The gist: People with early-stage HER-2-negative breast cancer might benefit from a new drug called nintedanib combined with standard chemotherapy. That insight came from a recently completed clinical trial—a research study with volunteer patients. 50% of the patients who took the new treatment in the trial had total remission of their tumors.
“The experimental drug nintedanib, combined with standard chemotherapy with paclitaxel, causes a total remission of tumours in 50% of patients suffering from early HER-2- negative breast cancer, the most common type of breast cancer. These are the conclusions of the Phase I Clinical Trial, sponsored by the Spanish National Cancer Research Centre (CNIO) and carried out by CNIO ́s Breast Cancer Clinical Research Unit. The study has been published today in British Journal of Cancer.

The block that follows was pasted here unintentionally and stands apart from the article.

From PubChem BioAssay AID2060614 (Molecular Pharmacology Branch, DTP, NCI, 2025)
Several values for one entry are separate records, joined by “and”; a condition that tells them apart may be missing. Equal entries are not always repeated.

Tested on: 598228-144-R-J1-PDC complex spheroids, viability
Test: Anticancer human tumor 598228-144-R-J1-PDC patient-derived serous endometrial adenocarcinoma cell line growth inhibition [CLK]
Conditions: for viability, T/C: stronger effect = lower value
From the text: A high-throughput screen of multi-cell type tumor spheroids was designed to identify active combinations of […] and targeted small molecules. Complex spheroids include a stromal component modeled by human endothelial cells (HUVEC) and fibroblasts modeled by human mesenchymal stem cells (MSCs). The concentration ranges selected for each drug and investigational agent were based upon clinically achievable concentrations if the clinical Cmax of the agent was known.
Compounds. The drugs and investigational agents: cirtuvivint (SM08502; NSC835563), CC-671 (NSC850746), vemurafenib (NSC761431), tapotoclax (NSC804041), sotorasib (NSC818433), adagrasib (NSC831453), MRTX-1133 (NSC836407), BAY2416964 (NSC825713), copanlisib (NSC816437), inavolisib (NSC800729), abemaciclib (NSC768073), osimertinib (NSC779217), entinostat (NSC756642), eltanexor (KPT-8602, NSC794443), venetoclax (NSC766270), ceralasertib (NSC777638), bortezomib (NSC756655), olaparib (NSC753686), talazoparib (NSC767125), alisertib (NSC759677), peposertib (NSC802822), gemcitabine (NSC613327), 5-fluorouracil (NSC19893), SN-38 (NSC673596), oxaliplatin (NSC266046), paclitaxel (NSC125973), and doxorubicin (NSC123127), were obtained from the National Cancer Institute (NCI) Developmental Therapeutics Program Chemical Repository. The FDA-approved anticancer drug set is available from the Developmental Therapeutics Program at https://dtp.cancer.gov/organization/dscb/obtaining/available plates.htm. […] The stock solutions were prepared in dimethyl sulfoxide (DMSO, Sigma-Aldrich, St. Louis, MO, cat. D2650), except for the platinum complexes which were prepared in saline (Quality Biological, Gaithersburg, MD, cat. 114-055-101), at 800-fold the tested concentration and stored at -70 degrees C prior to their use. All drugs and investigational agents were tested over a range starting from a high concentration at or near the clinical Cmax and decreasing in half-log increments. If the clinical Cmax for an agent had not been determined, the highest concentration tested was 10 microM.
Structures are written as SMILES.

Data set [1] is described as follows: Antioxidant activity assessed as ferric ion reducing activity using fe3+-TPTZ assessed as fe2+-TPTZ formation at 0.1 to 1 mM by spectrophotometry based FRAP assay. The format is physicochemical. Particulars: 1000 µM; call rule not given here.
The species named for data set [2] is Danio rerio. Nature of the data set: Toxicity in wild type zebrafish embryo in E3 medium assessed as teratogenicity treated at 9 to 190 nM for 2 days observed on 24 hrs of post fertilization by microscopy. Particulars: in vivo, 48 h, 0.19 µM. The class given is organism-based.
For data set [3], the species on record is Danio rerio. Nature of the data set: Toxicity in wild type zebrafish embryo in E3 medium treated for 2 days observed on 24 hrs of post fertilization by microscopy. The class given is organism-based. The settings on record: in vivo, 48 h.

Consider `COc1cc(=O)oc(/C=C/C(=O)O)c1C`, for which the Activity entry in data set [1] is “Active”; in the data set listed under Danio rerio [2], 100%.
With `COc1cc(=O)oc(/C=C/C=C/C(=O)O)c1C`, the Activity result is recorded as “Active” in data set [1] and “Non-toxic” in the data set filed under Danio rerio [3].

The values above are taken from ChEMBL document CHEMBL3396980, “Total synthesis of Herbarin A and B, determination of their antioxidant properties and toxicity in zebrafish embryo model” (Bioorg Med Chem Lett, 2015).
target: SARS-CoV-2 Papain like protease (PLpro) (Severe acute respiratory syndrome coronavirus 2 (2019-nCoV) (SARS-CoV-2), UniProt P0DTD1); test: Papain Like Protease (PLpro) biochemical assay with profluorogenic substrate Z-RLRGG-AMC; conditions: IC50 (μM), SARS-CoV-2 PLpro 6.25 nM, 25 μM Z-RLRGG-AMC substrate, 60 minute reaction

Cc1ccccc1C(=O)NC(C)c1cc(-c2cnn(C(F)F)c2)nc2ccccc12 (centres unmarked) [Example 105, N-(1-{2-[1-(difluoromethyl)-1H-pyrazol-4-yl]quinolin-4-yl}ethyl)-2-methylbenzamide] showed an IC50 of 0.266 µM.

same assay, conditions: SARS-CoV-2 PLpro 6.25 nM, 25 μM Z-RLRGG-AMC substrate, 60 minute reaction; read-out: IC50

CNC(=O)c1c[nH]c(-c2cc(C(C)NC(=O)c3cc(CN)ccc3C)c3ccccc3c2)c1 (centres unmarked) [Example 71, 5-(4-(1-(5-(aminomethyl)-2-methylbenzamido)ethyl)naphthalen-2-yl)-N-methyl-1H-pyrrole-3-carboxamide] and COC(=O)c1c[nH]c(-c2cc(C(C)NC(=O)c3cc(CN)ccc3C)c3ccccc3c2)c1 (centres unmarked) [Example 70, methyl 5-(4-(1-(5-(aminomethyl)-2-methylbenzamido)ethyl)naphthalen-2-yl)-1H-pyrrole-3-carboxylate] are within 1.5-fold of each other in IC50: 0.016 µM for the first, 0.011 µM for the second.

“According to Miguel Ángel Quintela, head of the Unit: ‘The drug combination of paclitaxel and nintedanib has turned out to be a complete success, given that it is proved to be safe and that the pathologic complete response [rate of complete recovery] was 50%, which doubles the response compared to patients treated with standard therapy with paclitaxel.’ The trial has also included 10 HER-2-negative breast cancer patients, all of them in early stages of the disease.
“In light of the results, the CNIO Breast Cancer Clinical Research Unit has already launched a large-scale Phase II Clinical Trial to validate the results in a large group of patients. These results, including biomarker studies that will facilitate advances in personalised medicine, will be released by early 2015.”